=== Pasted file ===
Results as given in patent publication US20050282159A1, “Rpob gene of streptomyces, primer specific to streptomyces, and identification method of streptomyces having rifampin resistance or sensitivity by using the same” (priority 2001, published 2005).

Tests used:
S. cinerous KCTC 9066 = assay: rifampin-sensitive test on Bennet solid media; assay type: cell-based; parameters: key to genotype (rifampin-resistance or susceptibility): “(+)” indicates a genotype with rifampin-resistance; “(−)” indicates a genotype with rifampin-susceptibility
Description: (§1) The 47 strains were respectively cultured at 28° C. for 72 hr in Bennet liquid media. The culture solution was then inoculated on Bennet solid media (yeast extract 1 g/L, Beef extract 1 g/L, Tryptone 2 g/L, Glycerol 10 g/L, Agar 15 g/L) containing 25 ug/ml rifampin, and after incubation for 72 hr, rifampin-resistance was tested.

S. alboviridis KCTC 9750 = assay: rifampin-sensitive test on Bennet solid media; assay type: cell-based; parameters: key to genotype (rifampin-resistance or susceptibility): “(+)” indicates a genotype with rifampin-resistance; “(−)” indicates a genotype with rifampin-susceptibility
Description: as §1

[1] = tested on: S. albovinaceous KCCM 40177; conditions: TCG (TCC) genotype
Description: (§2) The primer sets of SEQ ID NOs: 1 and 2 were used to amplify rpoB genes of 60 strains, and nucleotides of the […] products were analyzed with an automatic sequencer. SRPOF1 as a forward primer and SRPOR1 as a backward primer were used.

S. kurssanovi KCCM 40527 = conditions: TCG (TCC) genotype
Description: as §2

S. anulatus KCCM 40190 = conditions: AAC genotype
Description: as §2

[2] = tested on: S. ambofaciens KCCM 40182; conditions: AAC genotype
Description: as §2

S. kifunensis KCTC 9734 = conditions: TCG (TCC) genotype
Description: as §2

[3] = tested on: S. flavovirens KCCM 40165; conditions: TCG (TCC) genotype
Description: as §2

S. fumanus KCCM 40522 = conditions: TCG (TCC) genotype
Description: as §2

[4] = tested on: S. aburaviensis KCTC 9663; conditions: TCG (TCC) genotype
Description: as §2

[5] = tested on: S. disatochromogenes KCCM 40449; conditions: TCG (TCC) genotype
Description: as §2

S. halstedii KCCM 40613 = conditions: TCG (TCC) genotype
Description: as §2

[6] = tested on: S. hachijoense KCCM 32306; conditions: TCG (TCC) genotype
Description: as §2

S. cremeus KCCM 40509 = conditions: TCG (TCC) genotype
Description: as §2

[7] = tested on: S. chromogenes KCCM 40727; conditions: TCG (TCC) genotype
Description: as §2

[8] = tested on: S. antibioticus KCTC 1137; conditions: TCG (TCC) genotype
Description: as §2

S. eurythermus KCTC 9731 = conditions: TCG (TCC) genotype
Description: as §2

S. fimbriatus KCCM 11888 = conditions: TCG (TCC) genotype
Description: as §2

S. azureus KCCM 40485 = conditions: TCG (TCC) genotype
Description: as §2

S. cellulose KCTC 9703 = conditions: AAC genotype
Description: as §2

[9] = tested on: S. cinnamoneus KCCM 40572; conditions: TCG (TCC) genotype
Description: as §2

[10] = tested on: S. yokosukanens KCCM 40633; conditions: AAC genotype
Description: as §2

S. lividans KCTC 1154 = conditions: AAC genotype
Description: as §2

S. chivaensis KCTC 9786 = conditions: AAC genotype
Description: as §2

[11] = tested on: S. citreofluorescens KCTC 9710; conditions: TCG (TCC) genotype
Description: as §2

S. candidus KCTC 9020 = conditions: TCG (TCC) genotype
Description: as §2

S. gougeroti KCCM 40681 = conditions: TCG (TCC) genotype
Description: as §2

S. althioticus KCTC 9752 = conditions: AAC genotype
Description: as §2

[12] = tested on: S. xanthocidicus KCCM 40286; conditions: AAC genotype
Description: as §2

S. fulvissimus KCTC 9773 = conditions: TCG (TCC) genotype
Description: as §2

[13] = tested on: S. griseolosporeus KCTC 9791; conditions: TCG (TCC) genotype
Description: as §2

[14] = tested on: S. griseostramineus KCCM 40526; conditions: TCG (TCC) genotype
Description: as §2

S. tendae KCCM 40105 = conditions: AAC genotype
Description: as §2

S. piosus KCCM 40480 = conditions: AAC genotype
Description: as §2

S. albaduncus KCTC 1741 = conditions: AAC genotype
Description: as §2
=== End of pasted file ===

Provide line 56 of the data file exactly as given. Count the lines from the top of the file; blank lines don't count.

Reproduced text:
Description: as §2